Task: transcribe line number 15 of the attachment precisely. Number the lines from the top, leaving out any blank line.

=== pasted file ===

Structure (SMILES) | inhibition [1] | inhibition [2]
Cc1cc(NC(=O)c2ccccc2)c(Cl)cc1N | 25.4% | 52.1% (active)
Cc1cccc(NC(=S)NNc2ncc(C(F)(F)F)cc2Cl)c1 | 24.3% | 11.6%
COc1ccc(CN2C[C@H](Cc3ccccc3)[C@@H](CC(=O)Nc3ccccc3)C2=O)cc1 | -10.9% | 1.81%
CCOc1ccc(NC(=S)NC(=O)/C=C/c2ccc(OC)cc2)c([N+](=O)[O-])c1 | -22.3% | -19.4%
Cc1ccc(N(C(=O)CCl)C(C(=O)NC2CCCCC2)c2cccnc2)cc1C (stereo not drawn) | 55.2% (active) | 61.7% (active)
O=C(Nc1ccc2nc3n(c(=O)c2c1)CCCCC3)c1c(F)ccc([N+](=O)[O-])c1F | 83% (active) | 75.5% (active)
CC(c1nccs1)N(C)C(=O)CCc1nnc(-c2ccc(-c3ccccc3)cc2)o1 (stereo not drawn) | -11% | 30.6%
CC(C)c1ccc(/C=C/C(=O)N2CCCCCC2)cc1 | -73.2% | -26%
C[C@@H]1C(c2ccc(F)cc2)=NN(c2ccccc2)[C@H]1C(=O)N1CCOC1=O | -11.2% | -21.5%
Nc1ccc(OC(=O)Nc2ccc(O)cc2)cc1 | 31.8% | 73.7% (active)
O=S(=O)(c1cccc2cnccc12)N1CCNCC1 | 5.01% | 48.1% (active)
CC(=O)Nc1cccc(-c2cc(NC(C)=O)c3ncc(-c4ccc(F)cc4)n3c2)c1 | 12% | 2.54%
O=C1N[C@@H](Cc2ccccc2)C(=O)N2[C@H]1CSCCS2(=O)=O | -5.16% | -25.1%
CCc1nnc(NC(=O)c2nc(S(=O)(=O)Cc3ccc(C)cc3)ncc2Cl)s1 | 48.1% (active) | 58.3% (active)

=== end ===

CCc1nnc(NC(=O)c2nc(S(=O)(=O)Cc3ccc(C)cc3)ncc2Cl)s1 | 48.1% (active) | 58.3% (active)